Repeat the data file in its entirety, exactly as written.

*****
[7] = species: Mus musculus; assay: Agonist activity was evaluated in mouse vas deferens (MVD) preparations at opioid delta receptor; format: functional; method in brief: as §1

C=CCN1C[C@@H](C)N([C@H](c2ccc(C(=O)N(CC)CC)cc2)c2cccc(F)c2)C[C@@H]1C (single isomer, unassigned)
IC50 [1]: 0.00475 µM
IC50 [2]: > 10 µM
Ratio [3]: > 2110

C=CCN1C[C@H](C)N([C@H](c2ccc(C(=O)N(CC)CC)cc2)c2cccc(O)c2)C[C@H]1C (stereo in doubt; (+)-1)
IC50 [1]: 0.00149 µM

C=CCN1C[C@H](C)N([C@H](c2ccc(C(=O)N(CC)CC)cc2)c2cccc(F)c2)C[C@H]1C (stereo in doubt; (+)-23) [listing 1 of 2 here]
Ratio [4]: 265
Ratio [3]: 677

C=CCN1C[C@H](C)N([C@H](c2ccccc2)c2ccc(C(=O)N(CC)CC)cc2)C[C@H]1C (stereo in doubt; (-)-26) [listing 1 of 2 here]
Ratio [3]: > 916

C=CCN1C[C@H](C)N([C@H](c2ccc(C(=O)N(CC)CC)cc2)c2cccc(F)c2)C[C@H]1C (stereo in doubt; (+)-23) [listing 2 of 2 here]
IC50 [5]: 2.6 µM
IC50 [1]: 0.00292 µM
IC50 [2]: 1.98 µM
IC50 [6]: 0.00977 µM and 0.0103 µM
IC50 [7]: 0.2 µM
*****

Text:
[7] = species: Mus musculus; assay: Agonist activity was evaluated in mouse vas deferens (MVD) preparations at opioid delta receptor; format: functional; method in brief: as §1

C=CCN1C[C@@H](C)N([C@H](c2ccc(C(=O)N(CC)CC)cc2)c2cccc(F)c2)C[C@@H]1C (single isomer, unassigned)
IC50 [1]: 0.00475 µM
IC50 [2]: > 10 µM
Ratio [3]: > 2110

C=CCN1C[C@H](C)N([C@H](c2ccc(C(=O)N(CC)CC)cc2)c2cccc(O)c2)C[C@H]1C (stereo in doubt; (+)-1)
IC50 [1]: 0.00149 µM

C=CCN1C[C@H](C)N([C@H](c2ccc(C(=O)N(CC)CC)cc2)c2cccc(F)c2)C[C@H]1C (stereo in doubt; (+)-23) [listing 1 of 2 here]
Ratio [4]: 265
Ratio [3]: 677

C=CCN1C[C@H](C)N([C@H](c2ccccc2)c2ccc(C(=O)N(CC)CC)cc2)C[C@H]1C (stereo in doubt; (-)-26) [listing 1 of 2 here]
Ratio [3]: > 916

C=CCN1C[C@H](C)N([C@H](c2ccc(C(=O)N(CC)CC)cc2)c2cccc(F)c2)C[C@H]1C (stereo in doubt; (+)-23) [listing 2 of 2 here]
IC50 [5]: 2.6 µM
IC50 [1]: 0.00292 µM
IC50 [2]: 1.98 µM
IC50 [6]: 0.00977 µM and 0.0103 µM
IC50 [7]: 0.2 µM